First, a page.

“I was born 1951, five years before the uprising. I was entering an age of unheralded brutality. By then the Kulaks, the peasants who had been targeted by the AVH, the then secret police, had gone. We reckon four hundred thousand arrests were made, simply because they were peasants and peasants did not fit the Soviet model.
“AVH controlled everything. They were the state. Even when Stalin died in 1953 they got stronger, not weaker. And AVH fed our justice system.
“Until 1953, when Imre Nagy opened the gates of the internment camps, this brutality continued. We reckon there were four hundred executions over eleven years up to 1956.
“One year before that, our communist stogie government joined forces with the Warsaw Pact, allowing the Soviets to further remain in our country. Then 1956 came, starting with Khrushchev denouncing Stalin, we saw that as a split. We started to demonstrate only to be greeted by the secret police. And their guns. But, regardless, Nagy swept into power and declared the one party system would be abolished and replaced with elections. Free elections. Two days later the Soviets said they wished to ‘amend our relationship’ and invaded. We withdrew from the Warsaw Pact but it was too late.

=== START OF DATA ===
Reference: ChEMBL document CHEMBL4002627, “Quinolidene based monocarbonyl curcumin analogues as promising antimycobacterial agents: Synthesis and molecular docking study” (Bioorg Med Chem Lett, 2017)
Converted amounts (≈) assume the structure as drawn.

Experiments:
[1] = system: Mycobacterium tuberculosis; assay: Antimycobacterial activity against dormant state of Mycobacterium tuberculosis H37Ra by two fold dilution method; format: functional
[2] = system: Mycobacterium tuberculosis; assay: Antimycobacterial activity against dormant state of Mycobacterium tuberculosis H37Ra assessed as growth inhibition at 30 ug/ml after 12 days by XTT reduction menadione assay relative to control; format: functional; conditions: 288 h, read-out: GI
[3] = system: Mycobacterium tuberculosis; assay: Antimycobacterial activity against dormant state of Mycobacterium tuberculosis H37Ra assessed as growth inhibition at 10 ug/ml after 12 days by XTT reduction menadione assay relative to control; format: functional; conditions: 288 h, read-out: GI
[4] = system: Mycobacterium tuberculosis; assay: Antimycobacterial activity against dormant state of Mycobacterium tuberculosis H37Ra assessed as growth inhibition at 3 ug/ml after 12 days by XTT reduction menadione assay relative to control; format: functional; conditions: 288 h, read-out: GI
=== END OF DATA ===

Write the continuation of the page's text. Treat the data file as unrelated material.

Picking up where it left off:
“November 4th. I remember it well. Soviet tanks in central Budapest, firing randomly and at will. And at my father and my grandfather, both killed. Two and a half thousand killed, two hundred thousand wounded. And five thousand arrests, many of them youngsters carted away.
“60 Andrassy Boulevard was a busy place then.
“Nagy was sentenced to death and executed 1958. From the start of World War One through the degeneration of our society into World War Two then the removal of the Nazis by a regime more brutal than the Nazis, we were in an era where everything, just everything, had gone. Except one thing. Us.
“No people can be subjugated forever, one can and must take up the fight against a power thought to be invincible and its very existence on danger. We inflicted a mortal wound in the Soviet empire”.
We both wiped away a tear.
“And now, today, we have prosperity. And you can now feel as well as see we will never ever relinquish that freedom again.
“So your visit to House of Terror, you could see what happened. But now through myself, though Janos and Orsolya, and through Zsolt…..you can feel that as well. Different people. Different stories. Different aspects. All different except one thing. Our belief in us, the people of Budapest.
“And now I answered your last question; the first war was well before us. The recent events are our events and you now know you are our ambassador. Thank you”.
I replied, quite simply, “I know”.